Gauging hunger can be tricky. However, it’s always a good idea to make your doctor aware of any intestinal bloat or feelings of fullness that you’re experiencing to help rule out a possible medical condition. That aside, the difficulty in gauging hunger usually centers around social or environmental cues that can often lead many of us to eat out of habit or emotions- even when we’re not actually hungry (CDC, 2012). These triggers can be based around people, places or things that remind us consciously (and often unconsciously) of food. The first step in determining whether you are experiencing true physical verses emotional hunger is to create some awareness around it. You may want to begin by keeping a food journal containing both the foods eaten as well as the time of day they were consumed. This should offer a better prospective on eating patterns and may help you to determine whether there are certain times when your hunger is more eminent.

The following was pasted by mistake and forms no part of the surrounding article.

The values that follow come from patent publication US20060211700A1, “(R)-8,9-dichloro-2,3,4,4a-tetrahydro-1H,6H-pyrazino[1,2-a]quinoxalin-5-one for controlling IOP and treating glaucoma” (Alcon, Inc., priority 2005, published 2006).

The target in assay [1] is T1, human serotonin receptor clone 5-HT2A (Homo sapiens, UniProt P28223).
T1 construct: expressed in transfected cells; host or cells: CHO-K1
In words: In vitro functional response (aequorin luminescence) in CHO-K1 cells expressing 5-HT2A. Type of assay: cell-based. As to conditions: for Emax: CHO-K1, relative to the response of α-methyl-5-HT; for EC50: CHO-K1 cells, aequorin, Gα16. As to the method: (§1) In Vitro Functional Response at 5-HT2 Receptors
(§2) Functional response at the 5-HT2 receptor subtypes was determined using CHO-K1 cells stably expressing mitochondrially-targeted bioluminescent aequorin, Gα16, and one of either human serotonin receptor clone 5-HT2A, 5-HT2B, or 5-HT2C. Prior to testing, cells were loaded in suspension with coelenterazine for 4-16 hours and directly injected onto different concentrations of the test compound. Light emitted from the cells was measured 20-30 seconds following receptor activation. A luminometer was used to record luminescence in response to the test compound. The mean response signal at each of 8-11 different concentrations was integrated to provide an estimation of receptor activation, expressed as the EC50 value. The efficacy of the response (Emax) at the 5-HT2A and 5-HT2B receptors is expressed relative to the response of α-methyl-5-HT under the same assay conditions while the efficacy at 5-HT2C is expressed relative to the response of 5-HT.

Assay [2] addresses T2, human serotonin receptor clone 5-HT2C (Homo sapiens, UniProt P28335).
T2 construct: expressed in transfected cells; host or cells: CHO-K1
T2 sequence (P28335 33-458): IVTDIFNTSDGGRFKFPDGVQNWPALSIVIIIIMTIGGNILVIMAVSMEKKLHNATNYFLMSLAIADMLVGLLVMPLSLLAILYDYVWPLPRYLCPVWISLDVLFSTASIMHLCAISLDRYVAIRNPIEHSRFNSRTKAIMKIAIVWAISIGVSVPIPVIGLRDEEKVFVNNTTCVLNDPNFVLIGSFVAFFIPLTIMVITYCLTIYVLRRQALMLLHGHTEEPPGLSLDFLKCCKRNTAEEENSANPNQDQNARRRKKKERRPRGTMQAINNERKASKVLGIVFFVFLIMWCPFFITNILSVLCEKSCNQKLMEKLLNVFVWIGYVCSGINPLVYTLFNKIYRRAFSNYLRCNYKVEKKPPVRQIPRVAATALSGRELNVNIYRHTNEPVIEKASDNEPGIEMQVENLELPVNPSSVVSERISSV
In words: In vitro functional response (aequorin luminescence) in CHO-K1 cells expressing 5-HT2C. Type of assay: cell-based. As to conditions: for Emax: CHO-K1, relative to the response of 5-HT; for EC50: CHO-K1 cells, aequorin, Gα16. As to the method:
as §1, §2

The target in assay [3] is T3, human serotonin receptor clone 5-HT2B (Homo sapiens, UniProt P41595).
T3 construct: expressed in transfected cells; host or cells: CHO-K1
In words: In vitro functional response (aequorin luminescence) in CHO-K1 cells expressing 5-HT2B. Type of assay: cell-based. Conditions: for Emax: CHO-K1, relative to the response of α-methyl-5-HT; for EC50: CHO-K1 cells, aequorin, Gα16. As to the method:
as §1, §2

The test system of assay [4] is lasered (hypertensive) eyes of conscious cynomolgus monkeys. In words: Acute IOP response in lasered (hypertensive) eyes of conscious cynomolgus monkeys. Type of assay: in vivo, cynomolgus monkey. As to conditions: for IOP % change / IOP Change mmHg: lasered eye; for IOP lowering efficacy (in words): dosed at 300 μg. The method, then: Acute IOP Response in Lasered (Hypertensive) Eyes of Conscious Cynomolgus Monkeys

Some people also find it helpful to note their feelings just prior to eating. For example, were you stressed just before that mid-afternoon snack, angry at a loved one, tired or just plain bored? All of these feelings can further intensify existing environmental cues- making it even more difficult to determine whether real hunger exists. As a dietitian, I sometimes use a 20-minute strategy which starts when the individual experiences their first hunger pang. I ask my clients to simply wait 20 minutes and if those feelings of hunger still exist or have intensified, chances are its true physical hunger.
If it’s been more than 3 hours since your last meal, you are likely experiencing true physical hunger and should probably eat soon to help avoid getting too hungry. Excessive hunger inevitably leads to unplanned eating and over indulgence in foods that may or may not necessarily be healthy choices.